We have given consideration to the statutes of the State of New York controlling group insurance contracts and prescribing certain required conditions which must be met by their terms. The provisions of the group insurance contract in question here fully comply with the requirements of the New York statutes, however, and nothing has been found in those statutes which affects our construction of the language of the policy.
The judgment of the District Court is affirmed.
'Definition: The term 'employee' as used in this policy shall mean all actively employed officers, executives, division and department heads including individual proprietors and partners actively employed in their occupation provided that such employee's annual earnings from the contributing employer or as proprietor or partner are not less than $5,000.00.
'Each employee as defined above actively at work with a contributing employer on the effective date of the policy shall be eligible for insurance hereunder on such effective date; each employee not eligible on the effective date of the policy shall become eligible hereunder on the date he becomes actively employed with a contributing employer; provided, however, that the following classes of employees are excluded from insurance under this policy:
'Each employee becoming eligible as of the effective date of this policy shall become insured as of that date. Each employee becoming eligible after the effective date of this policy shall beome insured as of the date of his eligibility; provided, however, that in any instance when an employee is not regularly performing the duties of his occupation on the date he would become insured in accordance with the terms of this paragraph, the effective date of such employees insurance shall be deferred until his return to active duty. The insurance shall not be invalidated by the Assured's failure due to clerical error, to give proper notice to the Company that an employee has become insured under this policy.
'This policy provides insurance on the non-contributory basis. Non-contributory insurance is insurance for which an employee does not contribute toward the cost.
'Termination Of Employee's Insurance
'The insurance of an employee shall automatically terminate at the earliest time indicated below except as may be hereinafter provided:
'(a) Thirty-one days after termination of employment. Cessation of active work in the classes of employees eligible for insurance shall be deemed termination of employment, except that while an employee is temporarily on part-time employment or is absent on account of sickness or injury, employment shall be deemed to continue until premium payments for such employee's insurance are discontinued. The insurance of an employee who is absent from active work because of temporary lay-off, leave-of-absence, or temporary work stoppage, may be continued by the Assured upon a plan precluding individual selection, but not beyond the expiration of a period of thirty-one days following the policy month in which such temporary lay-off, leave-of-absence, or termporary work stoppage commenced.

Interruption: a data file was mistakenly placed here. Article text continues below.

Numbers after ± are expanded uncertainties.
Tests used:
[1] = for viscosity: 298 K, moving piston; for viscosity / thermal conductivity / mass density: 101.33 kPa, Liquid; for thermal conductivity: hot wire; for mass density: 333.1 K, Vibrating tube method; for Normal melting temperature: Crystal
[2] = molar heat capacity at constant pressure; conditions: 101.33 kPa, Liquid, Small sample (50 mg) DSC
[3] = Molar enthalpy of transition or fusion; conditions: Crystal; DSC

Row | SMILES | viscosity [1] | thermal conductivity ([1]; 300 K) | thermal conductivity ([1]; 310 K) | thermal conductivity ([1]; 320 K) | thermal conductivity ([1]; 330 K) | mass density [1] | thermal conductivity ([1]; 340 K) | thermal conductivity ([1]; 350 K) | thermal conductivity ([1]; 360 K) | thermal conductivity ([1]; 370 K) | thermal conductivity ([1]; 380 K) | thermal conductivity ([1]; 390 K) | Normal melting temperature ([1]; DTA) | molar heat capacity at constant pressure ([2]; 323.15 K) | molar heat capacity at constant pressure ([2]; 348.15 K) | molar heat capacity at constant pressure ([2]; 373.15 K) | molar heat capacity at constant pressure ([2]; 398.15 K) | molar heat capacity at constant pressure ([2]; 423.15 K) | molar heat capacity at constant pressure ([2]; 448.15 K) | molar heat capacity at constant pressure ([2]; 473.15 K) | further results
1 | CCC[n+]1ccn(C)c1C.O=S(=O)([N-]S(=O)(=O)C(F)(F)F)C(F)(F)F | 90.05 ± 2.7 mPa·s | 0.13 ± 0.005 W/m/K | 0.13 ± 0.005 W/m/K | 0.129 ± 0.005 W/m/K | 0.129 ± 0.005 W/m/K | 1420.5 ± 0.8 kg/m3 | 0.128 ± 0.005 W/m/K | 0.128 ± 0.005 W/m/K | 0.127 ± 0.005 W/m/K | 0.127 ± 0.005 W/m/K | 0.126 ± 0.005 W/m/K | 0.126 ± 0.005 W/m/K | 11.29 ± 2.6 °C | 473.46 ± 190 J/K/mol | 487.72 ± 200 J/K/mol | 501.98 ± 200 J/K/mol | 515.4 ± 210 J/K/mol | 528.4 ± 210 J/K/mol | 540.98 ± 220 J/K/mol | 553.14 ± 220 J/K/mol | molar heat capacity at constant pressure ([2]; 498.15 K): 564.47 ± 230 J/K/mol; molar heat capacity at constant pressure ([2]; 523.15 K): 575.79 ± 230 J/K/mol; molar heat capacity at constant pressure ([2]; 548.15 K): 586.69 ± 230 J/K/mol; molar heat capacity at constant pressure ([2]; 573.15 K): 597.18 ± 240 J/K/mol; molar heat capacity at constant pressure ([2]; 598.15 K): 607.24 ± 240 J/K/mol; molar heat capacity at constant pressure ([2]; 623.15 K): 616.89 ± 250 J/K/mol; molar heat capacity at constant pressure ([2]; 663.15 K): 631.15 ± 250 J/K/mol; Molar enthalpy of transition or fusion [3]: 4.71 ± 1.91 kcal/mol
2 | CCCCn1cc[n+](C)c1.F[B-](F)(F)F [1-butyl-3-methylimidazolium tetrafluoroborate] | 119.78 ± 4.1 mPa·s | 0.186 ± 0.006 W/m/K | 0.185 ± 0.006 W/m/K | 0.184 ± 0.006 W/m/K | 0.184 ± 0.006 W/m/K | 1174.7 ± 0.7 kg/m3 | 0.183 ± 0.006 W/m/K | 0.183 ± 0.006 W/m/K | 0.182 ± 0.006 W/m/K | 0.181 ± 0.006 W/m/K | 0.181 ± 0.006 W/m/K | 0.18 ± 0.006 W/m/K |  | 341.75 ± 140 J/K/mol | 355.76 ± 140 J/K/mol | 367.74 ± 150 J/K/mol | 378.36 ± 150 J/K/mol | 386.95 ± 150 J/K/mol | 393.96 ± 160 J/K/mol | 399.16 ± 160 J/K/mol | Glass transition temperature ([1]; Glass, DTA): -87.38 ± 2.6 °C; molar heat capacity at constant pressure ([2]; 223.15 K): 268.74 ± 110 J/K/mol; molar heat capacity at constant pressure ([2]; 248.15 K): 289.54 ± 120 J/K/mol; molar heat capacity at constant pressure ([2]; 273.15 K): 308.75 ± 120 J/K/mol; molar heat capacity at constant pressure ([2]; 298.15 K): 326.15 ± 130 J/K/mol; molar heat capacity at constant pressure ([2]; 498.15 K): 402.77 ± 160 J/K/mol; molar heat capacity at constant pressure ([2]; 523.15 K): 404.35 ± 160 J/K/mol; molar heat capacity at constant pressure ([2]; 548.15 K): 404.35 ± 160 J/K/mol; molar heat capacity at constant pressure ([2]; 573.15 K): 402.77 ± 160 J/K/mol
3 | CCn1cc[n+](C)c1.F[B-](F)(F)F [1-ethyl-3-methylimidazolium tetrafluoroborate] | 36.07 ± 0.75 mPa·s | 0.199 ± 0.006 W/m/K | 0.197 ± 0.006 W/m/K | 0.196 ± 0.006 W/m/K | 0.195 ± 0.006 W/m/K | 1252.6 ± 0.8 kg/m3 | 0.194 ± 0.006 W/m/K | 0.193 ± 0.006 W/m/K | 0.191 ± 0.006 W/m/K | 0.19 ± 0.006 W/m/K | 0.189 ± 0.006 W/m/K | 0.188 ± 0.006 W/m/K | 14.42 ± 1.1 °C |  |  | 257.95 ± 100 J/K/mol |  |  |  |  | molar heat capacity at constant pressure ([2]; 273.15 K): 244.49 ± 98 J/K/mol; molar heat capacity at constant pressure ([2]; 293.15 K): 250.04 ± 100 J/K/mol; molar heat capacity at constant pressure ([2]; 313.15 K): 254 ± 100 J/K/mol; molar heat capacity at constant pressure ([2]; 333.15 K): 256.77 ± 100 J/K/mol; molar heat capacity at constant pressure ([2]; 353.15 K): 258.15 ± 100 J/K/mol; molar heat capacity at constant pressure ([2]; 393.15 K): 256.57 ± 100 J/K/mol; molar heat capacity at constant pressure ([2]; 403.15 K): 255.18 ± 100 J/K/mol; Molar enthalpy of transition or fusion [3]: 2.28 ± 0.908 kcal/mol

'(b) For non-payment of premiums by the Assured on behalf of an employee in which event such insurance shall automatically terminate at the end of the period for which premium has been paid.
'(c) Upon termination of this policy except as may be provided under 'Conversion Privilege' hereof.
'The Company will issue to the Assured, for delivery to each insured employee, a certificate setting forth a summary of the essential features of the insurance coverage to which the employee is entitled and to whom the benefits are payable.
'Clerical error in keeping the records shall not invalidate insurance otherwise validly in force nor continue insurance otherwise validly terminated, but upon discovery of such error an equitable adjustment of premiums shall be made.
'This policy, the application of the Assured attached hereto, and the individual applications, if any, of the employees, constitute the entire contract between the parties hereto. All statements made by the Assured, or by the individuals insured, shall, in the absence of fraud, be deemed representations and not warranties, and no statement shall avoid the insurance, or be used in defense of a claim under it, unless it is contained in a written application.
'The rights of the Assured or of any insured employee or of any beneficiary under this policy shall not be affected by any provision other than one contained in this policy or in the copy of the Assured's application attached hereto or in the individual application of an insured employee.
'No agent is authorized to alter or amend this policy, to accept premiums in arrears or to extend the due date of any premium to waive any notice or proof of claim required by this policy, or to extend the date before which any such notice or proof must be submitted. No change in this policy shall be valid unless approved by the Company and evidenced by endorsement hereon, or by amendment hereto signed by the Assured and by the Company.
'This policy shall be incontestable after one year from the date of issue except for non-payment of premiums.'
'Employees of an employer who has only one employee as defined herein.
'Effective Date Of An Employee's Insurance